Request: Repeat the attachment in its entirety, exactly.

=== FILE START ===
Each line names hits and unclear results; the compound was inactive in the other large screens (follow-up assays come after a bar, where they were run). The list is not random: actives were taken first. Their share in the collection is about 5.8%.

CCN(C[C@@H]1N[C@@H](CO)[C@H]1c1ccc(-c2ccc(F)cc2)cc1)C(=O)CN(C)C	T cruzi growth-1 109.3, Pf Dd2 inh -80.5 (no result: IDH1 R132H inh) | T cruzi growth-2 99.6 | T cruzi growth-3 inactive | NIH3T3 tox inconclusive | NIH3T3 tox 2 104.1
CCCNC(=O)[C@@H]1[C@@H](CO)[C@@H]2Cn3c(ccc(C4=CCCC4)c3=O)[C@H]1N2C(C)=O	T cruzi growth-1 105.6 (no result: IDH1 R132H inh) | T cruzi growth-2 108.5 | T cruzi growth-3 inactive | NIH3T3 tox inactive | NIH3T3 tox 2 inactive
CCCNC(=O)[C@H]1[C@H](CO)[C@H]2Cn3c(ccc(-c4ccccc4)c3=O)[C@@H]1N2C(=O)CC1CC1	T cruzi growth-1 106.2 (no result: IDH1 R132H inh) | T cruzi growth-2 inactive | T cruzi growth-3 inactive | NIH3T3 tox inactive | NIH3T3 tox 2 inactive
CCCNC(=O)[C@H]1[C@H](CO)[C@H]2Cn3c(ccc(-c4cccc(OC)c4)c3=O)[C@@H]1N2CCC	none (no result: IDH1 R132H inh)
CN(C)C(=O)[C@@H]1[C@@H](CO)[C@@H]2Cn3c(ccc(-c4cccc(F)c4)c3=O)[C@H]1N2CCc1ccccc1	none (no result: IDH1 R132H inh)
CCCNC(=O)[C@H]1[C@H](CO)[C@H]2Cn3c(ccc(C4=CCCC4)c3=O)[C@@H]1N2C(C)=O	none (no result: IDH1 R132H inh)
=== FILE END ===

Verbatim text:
Each line names hits and unclear results; the compound was inactive in the other large screens (follow-up assays come after a bar, where they were run). The list is not random: actives were taken first. Their share in the collection is about 5.8%.

CCN(C[C@@H]1N[C@@H](CO)[C@H]1c1ccc(-c2ccc(F)cc2)cc1)C(=O)CN(C)C	T cruzi growth-1 109.3, Pf Dd2 inh -80.5 (no result: IDH1 R132H inh) | T cruzi growth-2 99.6 | T cruzi growth-3 inactive | NIH3T3 tox inconclusive | NIH3T3 tox 2 104.1
CCCNC(=O)[C@@H]1[C@@H](CO)[C@@H]2Cn3c(ccc(C4=CCCC4)c3=O)[C@H]1N2C(C)=O	T cruzi growth-1 105.6 (no result: IDH1 R132H inh) | T cruzi growth-2 108.5 | T cruzi growth-3 inactive | NIH3T3 tox inactive | NIH3T3 tox 2 inactive
CCCNC(=O)[C@H]1[C@H](CO)[C@H]2Cn3c(ccc(-c4ccccc4)c3=O)[C@@H]1N2C(=O)CC1CC1	T cruzi growth-1 106.2 (no result: IDH1 R132H inh) | T cruzi growth-2 inactive | T cruzi growth-3 inactive | NIH3T3 tox inactive | NIH3T3 tox 2 inactive
CCCNC(=O)[C@H]1[C@H](CO)[C@H]2Cn3c(ccc(-c4cccc(OC)c4)c3=O)[C@@H]1N2CCC	none (no result: IDH1 R132H inh)
CN(C)C(=O)[C@@H]1[C@@H](CO)[C@@H]2Cn3c(ccc(-c4cccc(F)c4)c3=O)[C@H]1N2CCc1ccccc1	none (no result: IDH1 R132H inh)
CCCNC(=O)[C@H]1[C@H](CO)[C@H]2Cn3c(ccc(C4=CCCC4)c3=O)[C@@H]1N2C(C)=O	none (no result: IDH1 R132H inh)